All Posts (87)

1) US-led air attacks on Syria: US forces, backed by France and the UK, launched air attacks on selected targets in Syria in the early hours of 14 April in response to what was described as a chemical weapons attack on civilians in the town of Douma in East Ghouta, a week earlier, that was then under assault by Syrian government forces. Reports of these attacks, backed by gruesome photographs of seriously injured children shown on global media (with the caption “unconfirmed…

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Political Developments- April 2018

1. Death of Indians workers trapped in Mosul confirmed:

On March 20, Minister of External Affairs Sushma Swaraj informed the Rajya Sabha that the 39 Indian workers who had been in the custody of the Islamic State of Iraq and Syria (ISIS) since June 2014 were dead. This announcement ended four years of hope in the hearts of family members that their loved ones still lived, a hope that had survived in spite of persistent reports of ISIS’s intolerance and brutality and…

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1. Oil prices: Oil prices rose on 23 March, pushed up by Saudi statements that OPEC and Russian led production curbs that were introduced in 2017 will need to be extended into 2019 in order to tighten the market. U.S. West Texas Intermediate (WTI) crude futures were at $65.09 a barrel, up 79 cents, or 1.2 percent, from their previous close. Brent crude futures were at $69.64 per barrel, up 73 cents, or 1.1 percent.

2. ARAMCO IPO delayed: Crown Prince…

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Economic Developments - April 2018

1. Saudi Arabia opts for solar power: On 29 March, Softbank and Saudi Arabia reached an agreement to launch a massive solar power project, a 200 gigawatt solar initiative. This is four times the solar capacity in the United States and four times China’s annual pace of solar power expansion. As of the end of 2016, the world as a whole had only installed 303 gigawatts of total solar photovoltaic capacity.

The kingdom will create an electricity company that will…

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1. Syria: Turkish armed forces, backed by their Syrian opposition allies, the Free Syrian Army (FSA), entered Syria on 20 January, and a month later were making slow progress in their attempt to take the northern Syrian town of Afrin from the Kurds under the mis-named “Operation Olive Branch”. At least 31 Turkish soldiers have been killed and several hundred injured, and scores of battle vehicles destroyed. Its Kurdish enemies are already gleefully referring to the campaign…

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1. Oil prices: Oil prices rose on 26 February, hitting three-weeks high, supported by strong U.S. demand and comments from Saudi Arabia that it would continue to curb production in line with OPEC-led efforts. Brent crude rose 19 cents to settle at $67.50 a barrel. U.S. West Texas Intermediate futures rose 36 cents to settle at $63.91 a barrel, after hitting a 20-day high of $64.24.

Prices were supported by Saudi Energy Minister Khalid al-Falih, who said on 24 February…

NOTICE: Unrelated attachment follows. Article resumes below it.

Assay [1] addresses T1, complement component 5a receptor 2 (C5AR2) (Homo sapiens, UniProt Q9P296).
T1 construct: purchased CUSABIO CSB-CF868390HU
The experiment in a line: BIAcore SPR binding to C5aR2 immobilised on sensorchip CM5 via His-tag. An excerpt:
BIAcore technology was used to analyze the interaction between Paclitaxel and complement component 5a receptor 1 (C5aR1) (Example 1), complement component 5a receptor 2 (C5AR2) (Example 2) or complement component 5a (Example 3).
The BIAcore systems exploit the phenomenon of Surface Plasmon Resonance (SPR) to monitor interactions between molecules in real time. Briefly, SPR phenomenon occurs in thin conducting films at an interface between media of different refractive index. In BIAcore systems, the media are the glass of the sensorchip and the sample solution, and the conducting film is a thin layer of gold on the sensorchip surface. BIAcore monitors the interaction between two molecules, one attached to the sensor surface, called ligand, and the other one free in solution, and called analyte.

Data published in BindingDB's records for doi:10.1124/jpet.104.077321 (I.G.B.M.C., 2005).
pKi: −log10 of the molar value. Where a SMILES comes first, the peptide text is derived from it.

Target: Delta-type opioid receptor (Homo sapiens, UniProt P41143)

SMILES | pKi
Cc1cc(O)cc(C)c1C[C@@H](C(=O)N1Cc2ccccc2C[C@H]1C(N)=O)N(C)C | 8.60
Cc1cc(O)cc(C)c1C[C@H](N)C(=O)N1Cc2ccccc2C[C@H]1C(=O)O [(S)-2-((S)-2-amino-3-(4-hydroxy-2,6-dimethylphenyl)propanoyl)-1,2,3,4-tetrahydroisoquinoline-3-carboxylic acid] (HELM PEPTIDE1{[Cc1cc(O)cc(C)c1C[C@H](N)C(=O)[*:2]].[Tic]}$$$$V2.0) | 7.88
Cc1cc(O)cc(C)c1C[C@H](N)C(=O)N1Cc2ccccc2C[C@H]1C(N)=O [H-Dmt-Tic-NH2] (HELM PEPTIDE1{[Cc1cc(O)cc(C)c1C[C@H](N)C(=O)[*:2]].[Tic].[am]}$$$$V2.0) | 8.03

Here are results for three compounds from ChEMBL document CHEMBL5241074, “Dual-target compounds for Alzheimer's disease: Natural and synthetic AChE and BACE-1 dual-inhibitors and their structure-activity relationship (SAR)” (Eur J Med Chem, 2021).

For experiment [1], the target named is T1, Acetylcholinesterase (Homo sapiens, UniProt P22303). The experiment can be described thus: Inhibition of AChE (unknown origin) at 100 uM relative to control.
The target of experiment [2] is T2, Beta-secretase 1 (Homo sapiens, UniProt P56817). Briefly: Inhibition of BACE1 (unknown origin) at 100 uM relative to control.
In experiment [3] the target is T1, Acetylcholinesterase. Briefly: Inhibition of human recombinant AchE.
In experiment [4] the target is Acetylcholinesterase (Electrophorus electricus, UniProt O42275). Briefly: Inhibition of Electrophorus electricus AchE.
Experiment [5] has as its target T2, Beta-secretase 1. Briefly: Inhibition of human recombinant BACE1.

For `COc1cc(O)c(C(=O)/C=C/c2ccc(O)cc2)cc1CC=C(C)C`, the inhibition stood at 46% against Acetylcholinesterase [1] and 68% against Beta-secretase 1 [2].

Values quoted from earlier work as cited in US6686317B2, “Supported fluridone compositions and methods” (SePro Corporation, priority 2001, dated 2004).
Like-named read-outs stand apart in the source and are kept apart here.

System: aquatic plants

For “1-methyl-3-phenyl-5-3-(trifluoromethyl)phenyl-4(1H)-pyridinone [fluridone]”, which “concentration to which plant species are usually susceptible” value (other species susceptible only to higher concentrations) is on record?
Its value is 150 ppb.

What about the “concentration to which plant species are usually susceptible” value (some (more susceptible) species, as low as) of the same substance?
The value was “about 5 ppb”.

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India West Asia Ties - March 2018

After his extensive interactions with West Asian countries, the UAE, Saudi Arabia, Iran and Qatar, in 2015-16, and two meetings with Israeli Prime Minister Benjamin Netanyahu, Prime Minister Narendra Modi embarked on his second tour of West Asia on 9-12 February, which took him to Jordan, Palestine, the UAE and Oman. After a quick stopover in Amman, Modi went on a stand-alone visit to Palestine, emphasising that India has “de-hyphenated” its ties with Israel and Palestine and will interact…

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Political Developments - February 2018

1) Syria: US Secretary of State Rex Tillerson announced on 17 January that US forces, numbering about 2000, would remain in Syria. He said this was “crucial to our national defence” and mentioned three reasons: security of Israel; preventing the re-emergence of ISIS, and “expelling malicious Iranian influence” and preventing it from dominating the Middle East. This proposal has evoked sharp criticism from Stephen Kinzer, formerly of the New York Times, who said Tillerson’s…

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The fall in the value of the dollar has boosted oil prices: on 23 January, Brent crude traded at $69.41 a barrel, up 0.54 percent, while WTI crude was at $63.89, up 0.5 percent. Later, on 29 January, WTI crude traded above $66 a barrel, the highest since December 2014. Thanks to shale oil, US crude oil production is poised to break records by surpassing 10m barrels a day in 2018. The country’s net imports of crude oil and petroleum products fell below 2.5m b/d late last year, the lowest…

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1) Saudi economy: On 1 January, Saudi Arabia announced a SR 978 billion ($ 261 billion) budget for 2018, describing it as the largest budget in its history in terms of spending. 
 
The budget, which in the past has been 90 percent dependent on oil revenues, is this year not more than 50 percent based on revenue from oil. The remainder is 30 percent from non-oil revenues, 12 percent from public debt and 8 percent from government…
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Oil Prices - January 2018

At year-end, West Texas Intermediate (WTI) crude futures settled at $60.42, the highest close since June 2015. Brent crude futures were at $66.62 a barrel, after briefly crossing $ 67. This 17 percent rise in Brent prices was supported by ongoing supply cuts by OPEC and Russia as well as strong demand from China.

WTI prices were supported by data from the U.S. Energy Information Administration late on 28 December showing that domestic oil production declined last week to 9.75 million…

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Political Developments - January 2018